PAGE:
Internet contracts and applicable law

15 Jun 2008
Alasdair Taylor

Many contracts, and the vast majority of professionally-drafted contracts, contain what is known as a “choice of law” clause. Choice of law clauses specify the law that will be used to interpret the contract.

Choice of law clauses and choice of jurisdiction clauses (sometimes called choice of forum clauses) must be distinguished. Whilst choice of law clauses relate to the law that will be used to interpret a contract, choice of jurisdiction clauses specify the courts (or other decision making bodies) that will resolve disputes arising under the contract. For example, a contract could specify that it should be interpreted in accordance with English law, whilst at the same time granting exclusive jurisdiction to the courts of Germany to resolve disputes arising under the contract.

Like many other kinds of contractual clause, choice of law clauses are subject to a certain amount of judicial interference. This note focuses upon the ways in which the English courts will interfere with choice of law clauses.

Some types of law will regulate contractual relations before the English courts irrespective of an express choice of law. For example, the following pieces of legislation may apply in whole or part to contracts which relate to England and Wales but which expressly choose another governing law:

  • Competition Act 1998
  • Unfair Contracts Terms Act 1977
  • Unfair Terms in Consumer Contracts Regulations 1999

The ways in which the English courts will interfere with a choice of law clause depend to an extent upon whether the contract is a consumer contract. For example, the Unfair Contract Terms Act 1977 (UCTA) will apply to contracts that are not governed by English law where it appears to the court that the choice of law clause has been used for the purpose of avoiding the effects of UCTA, or where one of the parties is a UK consumer who took the steps necessary to enter into the contract in the UK. Note, however, that the UCTA rules on excluding and limiting liability do not apply to international supply (of goods) contracts.

National consumer protection measures may also apply more generally by virtue of the Rome Convention (which has been incorporated into English law via the Contracts (Applicable Law) Act 1990). Article 5(2) of the Convention provides: “a choice of law made by the parties shall not have the result of depriving the consumer of the protection afforded to him by the mandatory rules of the law of the country in which he has his habitual residence: – if in that country the conclusion of the contract was preceded by a specific invitation addressed to him or by advertising, and he had taken in that country all the steps necessary on his part for the conclusion of the contract, or – if the other party or his agent received the consumer’s order in that country, or – if the contract is for the sale of goods and the consumer travelled from that country to another country and there gave his order, provided that the consumer’s journey was arranged by the seller for the purpose of inducing the consumer to buy.

Where there is no express choice of law in a contract, the courts may still determine that there has been an implied choice of law if the circumstances warrant such a finding. For example, where a contract contains a choice of jurisdiction clause but no choice of law clause, then the law of the chosen jurisdiction may be deemed to apply.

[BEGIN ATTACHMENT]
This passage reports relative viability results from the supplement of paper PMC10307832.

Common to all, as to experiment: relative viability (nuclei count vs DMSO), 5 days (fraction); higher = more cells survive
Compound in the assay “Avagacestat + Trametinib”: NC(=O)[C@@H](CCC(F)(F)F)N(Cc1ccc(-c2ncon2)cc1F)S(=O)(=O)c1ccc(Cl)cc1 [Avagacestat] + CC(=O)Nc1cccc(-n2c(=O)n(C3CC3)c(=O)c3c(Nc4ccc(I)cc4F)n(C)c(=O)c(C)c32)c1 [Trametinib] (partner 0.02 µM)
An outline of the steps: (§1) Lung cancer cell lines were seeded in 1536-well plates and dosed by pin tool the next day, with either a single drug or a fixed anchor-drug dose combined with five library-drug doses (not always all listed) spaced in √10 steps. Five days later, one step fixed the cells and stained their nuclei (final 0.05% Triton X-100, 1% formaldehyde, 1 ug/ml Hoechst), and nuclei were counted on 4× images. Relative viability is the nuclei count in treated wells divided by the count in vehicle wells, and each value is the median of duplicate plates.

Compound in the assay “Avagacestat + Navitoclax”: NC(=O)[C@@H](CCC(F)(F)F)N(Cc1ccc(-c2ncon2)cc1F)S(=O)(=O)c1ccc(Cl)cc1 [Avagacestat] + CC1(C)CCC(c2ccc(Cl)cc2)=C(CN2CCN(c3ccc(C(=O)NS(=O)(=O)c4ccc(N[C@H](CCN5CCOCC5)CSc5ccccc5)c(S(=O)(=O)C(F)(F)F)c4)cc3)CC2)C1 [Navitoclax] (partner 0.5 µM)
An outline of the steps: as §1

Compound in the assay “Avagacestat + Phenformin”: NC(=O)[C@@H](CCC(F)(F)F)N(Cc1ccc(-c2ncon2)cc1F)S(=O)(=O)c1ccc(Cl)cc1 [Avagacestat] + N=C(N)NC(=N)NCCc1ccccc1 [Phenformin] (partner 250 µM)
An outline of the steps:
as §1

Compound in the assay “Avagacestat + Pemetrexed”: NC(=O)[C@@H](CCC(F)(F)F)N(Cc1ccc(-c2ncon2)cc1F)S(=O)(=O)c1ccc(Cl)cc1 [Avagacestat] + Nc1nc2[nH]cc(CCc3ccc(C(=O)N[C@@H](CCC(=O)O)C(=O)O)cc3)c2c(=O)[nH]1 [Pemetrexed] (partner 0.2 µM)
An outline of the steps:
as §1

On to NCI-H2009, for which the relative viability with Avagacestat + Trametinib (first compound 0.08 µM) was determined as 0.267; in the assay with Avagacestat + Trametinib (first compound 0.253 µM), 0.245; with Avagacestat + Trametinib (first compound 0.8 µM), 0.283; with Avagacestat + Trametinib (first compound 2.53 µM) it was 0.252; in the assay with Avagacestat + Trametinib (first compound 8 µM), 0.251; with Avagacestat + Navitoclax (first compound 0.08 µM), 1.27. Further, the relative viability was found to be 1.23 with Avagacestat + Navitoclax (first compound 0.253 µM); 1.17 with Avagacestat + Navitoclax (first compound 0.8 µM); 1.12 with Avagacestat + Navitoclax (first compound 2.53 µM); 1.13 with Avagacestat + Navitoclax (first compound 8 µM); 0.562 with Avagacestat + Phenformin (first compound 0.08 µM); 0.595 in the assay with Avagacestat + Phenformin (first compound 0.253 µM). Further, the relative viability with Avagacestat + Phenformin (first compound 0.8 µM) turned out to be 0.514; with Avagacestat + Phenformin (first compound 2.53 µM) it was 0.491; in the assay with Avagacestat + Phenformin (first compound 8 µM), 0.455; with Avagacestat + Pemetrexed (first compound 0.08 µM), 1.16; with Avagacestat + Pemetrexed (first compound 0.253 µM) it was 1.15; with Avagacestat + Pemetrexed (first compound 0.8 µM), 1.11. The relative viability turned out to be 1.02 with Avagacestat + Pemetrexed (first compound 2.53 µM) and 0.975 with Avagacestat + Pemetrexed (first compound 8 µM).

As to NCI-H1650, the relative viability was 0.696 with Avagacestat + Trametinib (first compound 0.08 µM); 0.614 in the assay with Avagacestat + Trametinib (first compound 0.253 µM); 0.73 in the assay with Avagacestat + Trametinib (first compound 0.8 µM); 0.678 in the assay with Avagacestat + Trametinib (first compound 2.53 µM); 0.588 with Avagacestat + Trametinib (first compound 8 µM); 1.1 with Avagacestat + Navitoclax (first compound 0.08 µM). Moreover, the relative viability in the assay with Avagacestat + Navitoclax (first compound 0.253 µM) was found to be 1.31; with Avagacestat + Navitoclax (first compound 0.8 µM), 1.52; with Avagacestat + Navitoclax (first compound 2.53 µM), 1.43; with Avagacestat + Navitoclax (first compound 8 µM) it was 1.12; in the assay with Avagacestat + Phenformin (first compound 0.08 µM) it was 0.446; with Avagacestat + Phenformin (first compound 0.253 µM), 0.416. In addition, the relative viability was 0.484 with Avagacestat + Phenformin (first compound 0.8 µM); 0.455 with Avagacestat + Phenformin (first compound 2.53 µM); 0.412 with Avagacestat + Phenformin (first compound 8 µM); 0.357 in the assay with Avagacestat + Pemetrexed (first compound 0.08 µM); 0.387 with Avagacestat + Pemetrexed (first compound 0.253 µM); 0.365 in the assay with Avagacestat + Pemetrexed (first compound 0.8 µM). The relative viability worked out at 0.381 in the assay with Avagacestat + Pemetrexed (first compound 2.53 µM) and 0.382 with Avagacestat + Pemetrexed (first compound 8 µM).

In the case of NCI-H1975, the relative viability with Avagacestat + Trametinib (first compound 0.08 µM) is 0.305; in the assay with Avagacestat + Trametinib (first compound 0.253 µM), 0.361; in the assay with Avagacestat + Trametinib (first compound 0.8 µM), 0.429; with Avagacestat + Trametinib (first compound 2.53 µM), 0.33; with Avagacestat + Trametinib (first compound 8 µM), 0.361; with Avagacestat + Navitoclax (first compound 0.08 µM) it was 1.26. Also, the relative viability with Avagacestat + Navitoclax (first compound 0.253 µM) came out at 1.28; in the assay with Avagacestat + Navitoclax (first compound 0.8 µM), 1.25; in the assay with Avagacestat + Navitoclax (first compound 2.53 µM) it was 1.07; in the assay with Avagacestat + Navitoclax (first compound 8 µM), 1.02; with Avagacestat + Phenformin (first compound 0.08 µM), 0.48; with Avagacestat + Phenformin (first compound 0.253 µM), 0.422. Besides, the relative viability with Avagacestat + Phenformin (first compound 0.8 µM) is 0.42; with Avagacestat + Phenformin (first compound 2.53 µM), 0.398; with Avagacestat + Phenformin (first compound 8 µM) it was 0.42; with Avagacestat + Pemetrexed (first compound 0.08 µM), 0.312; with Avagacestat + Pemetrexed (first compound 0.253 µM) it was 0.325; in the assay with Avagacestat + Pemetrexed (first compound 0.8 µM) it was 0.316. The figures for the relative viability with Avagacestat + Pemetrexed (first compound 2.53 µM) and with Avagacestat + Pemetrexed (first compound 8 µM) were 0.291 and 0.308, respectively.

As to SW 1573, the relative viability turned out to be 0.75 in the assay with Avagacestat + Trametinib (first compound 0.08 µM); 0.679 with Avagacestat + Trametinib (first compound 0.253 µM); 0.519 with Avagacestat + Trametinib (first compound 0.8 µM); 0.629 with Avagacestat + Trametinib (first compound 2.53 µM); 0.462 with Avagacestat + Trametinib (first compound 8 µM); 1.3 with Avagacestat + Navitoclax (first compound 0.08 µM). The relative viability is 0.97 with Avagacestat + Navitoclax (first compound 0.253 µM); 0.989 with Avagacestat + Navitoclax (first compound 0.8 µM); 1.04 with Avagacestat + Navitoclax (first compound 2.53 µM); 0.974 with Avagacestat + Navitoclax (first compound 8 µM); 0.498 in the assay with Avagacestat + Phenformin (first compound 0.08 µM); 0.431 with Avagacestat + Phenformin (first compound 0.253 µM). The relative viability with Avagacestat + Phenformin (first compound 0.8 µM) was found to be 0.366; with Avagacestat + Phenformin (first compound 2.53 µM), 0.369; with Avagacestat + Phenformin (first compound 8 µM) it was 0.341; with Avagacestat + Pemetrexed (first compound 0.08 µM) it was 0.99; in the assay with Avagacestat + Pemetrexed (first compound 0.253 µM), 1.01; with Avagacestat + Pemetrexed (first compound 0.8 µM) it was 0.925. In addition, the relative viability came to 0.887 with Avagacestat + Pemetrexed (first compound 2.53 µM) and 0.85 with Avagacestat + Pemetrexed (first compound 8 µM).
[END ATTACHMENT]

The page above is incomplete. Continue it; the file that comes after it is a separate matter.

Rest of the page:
References to other national laws in a contract may also have an effect. Where the courts are unable to identify and express or implied choice of law, the usual rule is that the governing law will be that law that is most closely connected to the contract. Article 4(2) of the Rome Convention provides: “… it shall be presumed that the contract is most closely connected with the country where the party who is to effect the performance which is characteristic of the contract has, at the time of conclusion of the contract, his habitual residence, or, in the case of a body corporate or unincorporate, its central administration. However, if the contract is entered into in the course of that party’s trade or profession, that country shall be the country in which the principal place of business is situated or, where under the terms of the contract the performance is to be effected through a place of business other than the principal place of business, the country in which that other place of business is situated.” Note, however, that there are a number of exceptions to this general rule.


As a matter of English law, most contracts do not need to be signed, but they do need to be agreed in some manner. A contract could, for example, be agreed by clicking an “I accept” box when registering. Whether you can be sued under a contract that has not been signed will depend upon all the circumstances.

This sounds like gobbledy gook. What I want to know is this: is an internet contract legally binding? If no signature is required and none is given, and no witness(es) required and none given, and if one party to the online “contract” violates the terms of the contract by,say,refusing to pay a penalty fee for terminating the contract early, can the other party take the matter to court?

I’m afraid nature hasn’t come close to inventing a sufficiently bizarre animal (ass is far too sophisticated and upmarket) to describe this particular part of the law.

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